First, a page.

Berkeley Student Kicked Off Flight After He's Heard Speaking Arabic

Khairuldeen Makhzoomi was on a Southwest flight from LAX to Oakland when a conversation he had with his uncle in Arabic was reported as suspicious.

A UC Berkeley student and son of a slain Iraqi diplomat was recently escorted off a flight after speaking on the phone in Arabic prior to takeoff.

Khairuldeen Makhzoomi, a student of Near Eastern Studies at the selective university, was en route back to Oakland from Los Angeles where he'd attended an event that featured Secretary-General of the United Nations Ban Ki-moon when he called an uncle in Baghdad to discuss the event.

The conversation was conducted in Arabic, Makhzoomi told the Daily Californian. When he hung up, he said he noticed a woman staring at him.

As the aircraft sat at the gate, the woman got out of her seat, at which point the 26-year-old student realized she may have been reporting him to flight staff.

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Shortly thereafter, he said he was pulled off the plane. At the gate, Makhzoomi was met by security officers, police dogs and Southwest staff.

"I was pulled out from the plane," Makhzoomi posted to Facebook. "Someone reported me and waiting for the FBI approval. #‎America‬"

The FBI arrived after his bag and person were searched. They questioned Makhzoomi about his family, the phone conversation with his uncle in Baghdad, and about what he knew about martyrism.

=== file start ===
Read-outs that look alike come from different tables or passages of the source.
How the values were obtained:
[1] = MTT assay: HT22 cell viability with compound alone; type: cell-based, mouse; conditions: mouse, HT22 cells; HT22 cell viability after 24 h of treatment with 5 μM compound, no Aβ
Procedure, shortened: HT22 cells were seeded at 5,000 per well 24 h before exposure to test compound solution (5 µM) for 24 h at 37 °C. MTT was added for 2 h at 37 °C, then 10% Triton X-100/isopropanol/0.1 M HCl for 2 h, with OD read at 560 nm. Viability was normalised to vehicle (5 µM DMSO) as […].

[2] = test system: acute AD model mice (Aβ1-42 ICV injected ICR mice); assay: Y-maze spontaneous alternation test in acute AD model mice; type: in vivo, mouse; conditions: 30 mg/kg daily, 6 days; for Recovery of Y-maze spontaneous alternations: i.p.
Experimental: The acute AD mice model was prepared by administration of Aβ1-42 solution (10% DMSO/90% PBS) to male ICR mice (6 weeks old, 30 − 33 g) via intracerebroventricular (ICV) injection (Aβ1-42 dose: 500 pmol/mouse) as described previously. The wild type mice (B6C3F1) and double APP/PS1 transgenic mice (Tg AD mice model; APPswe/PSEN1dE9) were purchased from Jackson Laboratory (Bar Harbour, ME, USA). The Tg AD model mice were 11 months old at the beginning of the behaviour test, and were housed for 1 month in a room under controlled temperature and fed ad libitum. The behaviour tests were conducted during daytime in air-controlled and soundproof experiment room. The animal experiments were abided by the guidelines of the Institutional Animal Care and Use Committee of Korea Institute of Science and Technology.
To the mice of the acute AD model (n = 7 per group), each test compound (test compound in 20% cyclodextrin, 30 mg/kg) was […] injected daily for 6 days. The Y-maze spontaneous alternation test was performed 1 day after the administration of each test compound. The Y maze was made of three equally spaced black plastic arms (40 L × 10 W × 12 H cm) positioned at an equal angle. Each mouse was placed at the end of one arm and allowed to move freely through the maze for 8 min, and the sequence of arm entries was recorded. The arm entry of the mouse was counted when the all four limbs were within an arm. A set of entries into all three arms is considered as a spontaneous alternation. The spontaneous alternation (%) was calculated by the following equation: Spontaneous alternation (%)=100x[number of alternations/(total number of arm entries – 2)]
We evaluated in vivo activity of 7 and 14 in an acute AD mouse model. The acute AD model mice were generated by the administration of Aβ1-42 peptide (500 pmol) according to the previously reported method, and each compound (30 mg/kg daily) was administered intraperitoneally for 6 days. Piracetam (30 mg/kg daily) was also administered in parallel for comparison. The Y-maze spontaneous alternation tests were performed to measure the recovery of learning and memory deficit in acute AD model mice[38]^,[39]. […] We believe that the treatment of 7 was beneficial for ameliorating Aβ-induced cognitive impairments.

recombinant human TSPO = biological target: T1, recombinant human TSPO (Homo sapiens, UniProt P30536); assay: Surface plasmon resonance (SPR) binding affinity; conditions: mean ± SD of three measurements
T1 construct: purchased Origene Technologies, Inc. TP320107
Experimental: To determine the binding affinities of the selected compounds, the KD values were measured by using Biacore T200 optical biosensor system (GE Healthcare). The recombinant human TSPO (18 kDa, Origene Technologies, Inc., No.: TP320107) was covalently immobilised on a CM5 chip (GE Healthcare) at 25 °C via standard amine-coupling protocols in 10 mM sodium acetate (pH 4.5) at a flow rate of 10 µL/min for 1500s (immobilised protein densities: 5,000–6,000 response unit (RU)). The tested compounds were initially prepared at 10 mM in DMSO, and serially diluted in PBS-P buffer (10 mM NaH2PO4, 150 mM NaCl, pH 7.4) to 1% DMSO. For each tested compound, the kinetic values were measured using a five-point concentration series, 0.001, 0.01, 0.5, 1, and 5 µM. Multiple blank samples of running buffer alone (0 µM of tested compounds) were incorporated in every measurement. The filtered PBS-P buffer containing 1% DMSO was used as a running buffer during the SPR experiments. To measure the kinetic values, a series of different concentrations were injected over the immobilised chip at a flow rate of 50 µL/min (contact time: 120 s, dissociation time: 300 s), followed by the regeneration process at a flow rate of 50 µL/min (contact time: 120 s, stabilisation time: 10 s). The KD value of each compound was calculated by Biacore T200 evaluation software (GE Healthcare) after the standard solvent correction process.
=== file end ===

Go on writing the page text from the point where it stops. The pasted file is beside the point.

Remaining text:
After the interrogation, Makhzoomi said he was informed Southwest would not fly him home and he was given a refund.

"I'm blacklisted on southwest," Makhzoomi wrote on Facebook.

In a statement obtained by, Southwest Airlines said their flight crew chose to investigate "potentially threatening comments" made onboard the plane.

"Based upon the reported comments and further discussion, our Flight Crew made the decision to deny boarding to this Customer.  

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"We understand local law enforcement spoke with that Passenger at a later time.  To respect the privacy of those involved, our policy is to not publicly share specifics of the event, as we try to work with individual passengers to address concerns or feedback regarding their experience.  We regret any less than positive experience onboard our aircraft."

Makhzoomi, who said he's been a loyal Southwest customer for years and has flown the carrier some two dozen times in the past year or so, now wants an apology.

“I don’t want money,” he told “I don’t care about that. The message of Islam is forgiveness. That’s all I want.”

Makhzoomi is an Iraqi refugee who left Iraq in 2002 after his father, an Iraqi diplomat, was killed by Saddam Hussein’s regime.

His family has since been granted asylum by the United States.

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